US newspaper owners, their advertising revenue evaporating, their circulation declining and their readership going online to get news for free, are fighting mad. The enemy? Websites that use their stories without paying for them. "We are mad as hell, and we are not going to take it any more," said the chairman of the Associated Press, a cooperative of over 1,400 US newspapers, borrowing a line from the anchorman character in the 1976 movie "Network." "We can no longer stand by and watch others walk off with our work under misguided legal theories," Dean Singleton said at a meeting this week of the Newspaper Association of America (NAA) in San Diego, California. Singleton's battle cry came just a few days after News Corp. chairman Rupert Murdoch (pictured above left) launched a broadside against Internet giant Google, whose Google News website is one of the most popular news aggregators on the Internet. "Should we be allowing Google to steal all our copyrights?" asked Murdoch, the owner of newspapers in Australia, Britain and the United States, where his holdings include The Wall Street Journal and New York Post. "Thanks, but no thanks," the News Corp. chairman said. – AFP
Dominant Social Theme: Aggregators are parasites.
Free-Market Analysis: Now the 'Net bites hard. Newspapers have been dying since TV and radio were invented, but electronic communication is putting some really big nails in the coffin. Competition has been compounded by the financial crisis. And print publications are going out of business in droves. Even mainstream television is feeling the pinch.
The 20th century media model, built on information scarcity, is unsustainable. It is unsustainable not because people don't want to read or absorb information in other ways, but because the 20th century media-model has been supported for the last decade by a fiat money boom that papered over the real problems. Yes, unfortunately, mainstream media carries costs far in excess of what the product is currently worth.
The Daily Bell is an electronic newspaper that has been growing powerfully since it arrived on the scene, only recently. True, its writers, editors and technologists have over a century of experience between them, but the point is that the Internet allows for the creation of this sort of venue because an electronic presentation is a far more efficient delivery platform than paper and ink.
The Daily Bell, with an audience already the size of a small, mainstream "thought" magazine, runs with an overhead that is far less than print publications with similar distribution curves. What that means, bottom-line, is that Internet sites can attract thousands, and sometimes millions of readers without incurring mainstream-media sized expenses. The Drudge Report is a prime example of this. With perhaps 10 million regular readers, the Drudge report seems to be run by a handful of people. The Boston Globe, meanwhile, which distributes similar content, is bleeding to the tune of some $80 million a year – and doesn't reach nearly as many readers.
This is the real reason why the executives running the AP and its newspaper-customers are mad. They are frustrated and going broke. But these newspapers and wire services would be even worse off if news aggregators were driven out of business. Now it seems as if they are declaring war on their only dependable allies in this new frontier. Good luck.
The problem is so much deeper than aggregation. Scarcity made the product palatable. But it is less so every day. The major Western media regularly publishes and presents information that is misleading and filled with half-truths. Readers can find better and more reliable reporting on the ‘Net. And even when readers can't find more incisive reporting, they can discover other points of view, and juxtapose those against what they are used to ingesting. Good aggregators like Drudge are not merely presenting someone else's information. They are providing new points of view based on the information they choose to offer. You know, there is nothing to stop mainstream media from doing exactly the same thing, by the way. Why don't they? Think about it! What's holding them back?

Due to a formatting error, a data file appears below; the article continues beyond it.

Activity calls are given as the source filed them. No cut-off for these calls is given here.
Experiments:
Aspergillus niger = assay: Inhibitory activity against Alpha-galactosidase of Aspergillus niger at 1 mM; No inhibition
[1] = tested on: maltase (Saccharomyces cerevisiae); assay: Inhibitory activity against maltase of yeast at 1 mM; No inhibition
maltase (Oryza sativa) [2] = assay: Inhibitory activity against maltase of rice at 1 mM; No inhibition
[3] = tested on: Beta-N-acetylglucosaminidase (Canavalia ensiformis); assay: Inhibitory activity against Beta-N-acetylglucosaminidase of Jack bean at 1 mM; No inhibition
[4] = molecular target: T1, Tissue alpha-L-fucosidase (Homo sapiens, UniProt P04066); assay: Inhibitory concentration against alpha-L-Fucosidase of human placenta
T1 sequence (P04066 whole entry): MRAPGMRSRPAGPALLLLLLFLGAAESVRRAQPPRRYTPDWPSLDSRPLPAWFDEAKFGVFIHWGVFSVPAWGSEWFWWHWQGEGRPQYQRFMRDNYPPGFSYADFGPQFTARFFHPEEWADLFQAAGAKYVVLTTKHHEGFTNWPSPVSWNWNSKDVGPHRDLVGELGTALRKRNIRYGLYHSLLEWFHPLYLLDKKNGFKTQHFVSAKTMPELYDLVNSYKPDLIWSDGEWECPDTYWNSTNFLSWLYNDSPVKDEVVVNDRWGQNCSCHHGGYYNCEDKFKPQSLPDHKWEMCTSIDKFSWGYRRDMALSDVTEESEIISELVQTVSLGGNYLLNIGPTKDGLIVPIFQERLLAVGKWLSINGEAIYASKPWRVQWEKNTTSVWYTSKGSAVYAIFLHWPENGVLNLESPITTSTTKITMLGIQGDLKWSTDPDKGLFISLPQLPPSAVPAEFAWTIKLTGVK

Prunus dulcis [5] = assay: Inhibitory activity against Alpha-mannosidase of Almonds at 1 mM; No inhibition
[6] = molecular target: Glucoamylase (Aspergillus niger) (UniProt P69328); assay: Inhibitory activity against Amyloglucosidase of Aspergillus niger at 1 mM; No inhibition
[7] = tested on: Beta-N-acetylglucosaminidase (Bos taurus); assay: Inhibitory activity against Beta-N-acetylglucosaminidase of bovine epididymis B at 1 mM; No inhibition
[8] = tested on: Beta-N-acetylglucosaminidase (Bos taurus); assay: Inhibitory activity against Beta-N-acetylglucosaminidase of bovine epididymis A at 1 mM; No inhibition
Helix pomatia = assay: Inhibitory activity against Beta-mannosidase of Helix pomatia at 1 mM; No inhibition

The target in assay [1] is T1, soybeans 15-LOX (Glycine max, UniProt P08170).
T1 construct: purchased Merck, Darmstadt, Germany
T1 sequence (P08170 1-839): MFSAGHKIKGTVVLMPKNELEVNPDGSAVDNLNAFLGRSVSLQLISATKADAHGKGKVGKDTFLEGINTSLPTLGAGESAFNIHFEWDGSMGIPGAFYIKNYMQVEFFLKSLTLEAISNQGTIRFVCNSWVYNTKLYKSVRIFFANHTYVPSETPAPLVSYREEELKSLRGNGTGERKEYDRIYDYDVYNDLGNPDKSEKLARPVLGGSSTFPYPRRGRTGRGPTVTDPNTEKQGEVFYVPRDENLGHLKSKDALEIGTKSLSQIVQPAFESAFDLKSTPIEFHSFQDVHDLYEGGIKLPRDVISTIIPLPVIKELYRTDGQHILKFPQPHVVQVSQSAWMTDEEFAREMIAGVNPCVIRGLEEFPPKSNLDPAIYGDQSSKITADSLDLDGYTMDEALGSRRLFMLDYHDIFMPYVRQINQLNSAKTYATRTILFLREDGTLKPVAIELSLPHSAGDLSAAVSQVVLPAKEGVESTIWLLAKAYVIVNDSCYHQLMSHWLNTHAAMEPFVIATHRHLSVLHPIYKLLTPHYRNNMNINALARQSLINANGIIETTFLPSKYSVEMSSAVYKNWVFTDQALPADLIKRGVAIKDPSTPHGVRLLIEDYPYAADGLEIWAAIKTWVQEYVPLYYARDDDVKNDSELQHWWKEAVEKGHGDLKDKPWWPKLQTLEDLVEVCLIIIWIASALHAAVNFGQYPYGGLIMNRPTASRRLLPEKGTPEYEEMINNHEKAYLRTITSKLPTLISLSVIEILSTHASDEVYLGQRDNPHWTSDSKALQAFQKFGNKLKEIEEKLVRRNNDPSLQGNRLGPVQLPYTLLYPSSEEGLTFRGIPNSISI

The 20th century, with its vast printing plants and hordes of eager, naive reporters and eminent newscasters was an age of artificial information scarcity, for it cost billions to build a media empire comprised of TV, radio and print. The 21st century, with its citizen news reporters, incisive blogs and explosion of on-line media technology, is an era of information plenty. Mainstream media leaders are going to have to think of ways to compete – and litigation is the bluntest instrument, and ultimately an irrelevant one.
We've written before that the Internet is like the Gutenberg press that changed the face of European power and sparked the Reformation and ultimately the Enlightenment. We don't know where the Internet is taking us, but these kinds of information revolutions are difficult for the power elite to control, especially during their initial efflorescence (say the first 25-50 years). Anyway, it is way to late to control the dissemination of information via the ‘Net to this generation of Internet consumers. The proverbial genie is out of the bottle, whether it has to do with cultural, economic or even military issues and memes.
A whole generation (including older adults) has had its collective eyes opened – and they prefer the more honest cacophony of the ‘Net to what went before. If the mainstream media doesn't want to go out of business en masse (oops, they already are), they will have to start reporting more honestly and openly about what is really going on in the world. And they will have to cut costs a great deal, and probably lop off a bunch of irrelevant reporters as well. Then their businesses will be viable and people will read what they have to write on a regular basis. Say, that sounds like blogging.